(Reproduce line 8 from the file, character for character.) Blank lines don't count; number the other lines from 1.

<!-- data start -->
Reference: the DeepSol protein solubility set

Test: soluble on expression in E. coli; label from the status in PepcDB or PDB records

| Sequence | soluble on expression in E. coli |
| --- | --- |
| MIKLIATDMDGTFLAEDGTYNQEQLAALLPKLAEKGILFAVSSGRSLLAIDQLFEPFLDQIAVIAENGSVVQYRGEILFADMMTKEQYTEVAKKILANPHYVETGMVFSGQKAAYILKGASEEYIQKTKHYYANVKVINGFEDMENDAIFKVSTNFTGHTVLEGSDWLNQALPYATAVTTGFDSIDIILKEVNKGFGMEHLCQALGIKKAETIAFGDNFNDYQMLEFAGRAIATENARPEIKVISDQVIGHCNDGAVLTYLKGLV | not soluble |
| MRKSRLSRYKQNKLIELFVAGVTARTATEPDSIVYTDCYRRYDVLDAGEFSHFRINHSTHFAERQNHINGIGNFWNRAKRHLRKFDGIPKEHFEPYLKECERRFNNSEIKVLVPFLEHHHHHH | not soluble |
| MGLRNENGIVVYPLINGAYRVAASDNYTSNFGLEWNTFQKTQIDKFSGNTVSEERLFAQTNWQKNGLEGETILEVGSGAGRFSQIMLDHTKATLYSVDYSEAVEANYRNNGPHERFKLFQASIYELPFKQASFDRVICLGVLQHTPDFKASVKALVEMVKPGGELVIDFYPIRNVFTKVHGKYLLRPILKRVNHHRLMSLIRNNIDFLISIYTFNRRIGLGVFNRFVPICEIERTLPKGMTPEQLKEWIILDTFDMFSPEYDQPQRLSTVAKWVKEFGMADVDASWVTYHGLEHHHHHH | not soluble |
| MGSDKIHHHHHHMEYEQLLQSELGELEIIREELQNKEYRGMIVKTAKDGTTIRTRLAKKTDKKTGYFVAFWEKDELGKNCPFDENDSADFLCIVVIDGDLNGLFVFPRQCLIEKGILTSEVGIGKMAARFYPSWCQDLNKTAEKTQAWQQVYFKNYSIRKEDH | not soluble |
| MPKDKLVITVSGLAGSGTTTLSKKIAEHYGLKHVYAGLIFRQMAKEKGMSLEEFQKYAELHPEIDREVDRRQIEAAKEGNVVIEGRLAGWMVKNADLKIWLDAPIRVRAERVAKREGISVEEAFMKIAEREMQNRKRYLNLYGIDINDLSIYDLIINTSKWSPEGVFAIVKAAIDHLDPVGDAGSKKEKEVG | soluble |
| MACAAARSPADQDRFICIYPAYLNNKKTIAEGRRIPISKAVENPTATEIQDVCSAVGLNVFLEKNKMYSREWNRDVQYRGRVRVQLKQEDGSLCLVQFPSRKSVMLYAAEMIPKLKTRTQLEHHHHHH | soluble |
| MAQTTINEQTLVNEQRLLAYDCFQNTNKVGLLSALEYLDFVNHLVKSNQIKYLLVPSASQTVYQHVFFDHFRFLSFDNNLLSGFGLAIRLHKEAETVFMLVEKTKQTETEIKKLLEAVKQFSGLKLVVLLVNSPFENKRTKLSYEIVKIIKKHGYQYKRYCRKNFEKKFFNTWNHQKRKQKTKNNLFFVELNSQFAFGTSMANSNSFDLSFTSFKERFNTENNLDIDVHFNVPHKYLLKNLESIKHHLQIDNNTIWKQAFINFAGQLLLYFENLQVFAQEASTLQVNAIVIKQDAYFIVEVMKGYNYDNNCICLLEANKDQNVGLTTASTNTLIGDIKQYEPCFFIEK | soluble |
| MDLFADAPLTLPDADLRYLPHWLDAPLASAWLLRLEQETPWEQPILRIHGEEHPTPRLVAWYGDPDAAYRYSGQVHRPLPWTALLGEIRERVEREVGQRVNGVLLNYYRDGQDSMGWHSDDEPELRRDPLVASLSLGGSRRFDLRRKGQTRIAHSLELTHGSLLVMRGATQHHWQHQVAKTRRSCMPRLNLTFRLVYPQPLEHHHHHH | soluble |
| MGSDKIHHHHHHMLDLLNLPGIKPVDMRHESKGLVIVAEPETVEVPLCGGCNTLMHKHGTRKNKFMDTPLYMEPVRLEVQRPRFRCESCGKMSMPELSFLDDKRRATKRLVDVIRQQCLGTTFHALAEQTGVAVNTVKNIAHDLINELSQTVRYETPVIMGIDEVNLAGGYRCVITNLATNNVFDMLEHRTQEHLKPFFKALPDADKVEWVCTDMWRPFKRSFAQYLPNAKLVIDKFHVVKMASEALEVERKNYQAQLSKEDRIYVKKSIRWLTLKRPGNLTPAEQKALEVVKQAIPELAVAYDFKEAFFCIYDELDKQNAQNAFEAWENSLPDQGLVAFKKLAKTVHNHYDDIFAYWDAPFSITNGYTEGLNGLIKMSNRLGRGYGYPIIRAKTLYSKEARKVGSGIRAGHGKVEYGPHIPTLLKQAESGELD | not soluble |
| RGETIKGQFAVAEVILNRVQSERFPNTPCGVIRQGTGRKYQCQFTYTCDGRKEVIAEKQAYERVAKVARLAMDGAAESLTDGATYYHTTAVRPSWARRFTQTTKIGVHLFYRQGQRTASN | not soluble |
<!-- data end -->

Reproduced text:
| MGSDKIHHHHHHMEYEQLLQSELGELEIIREELQNKEYRGMIVKTAKDGTTIRTRLAKKTDKKTGYFVAFWEKDELGKNCPFDENDSADFLCIVVIDGDLNGLFVFPRQCLIEKGILTSEVGIGKMAARFYPSWCQDLNKTAEKTQAWQQVYFKNYSIRKEDH | not soluble |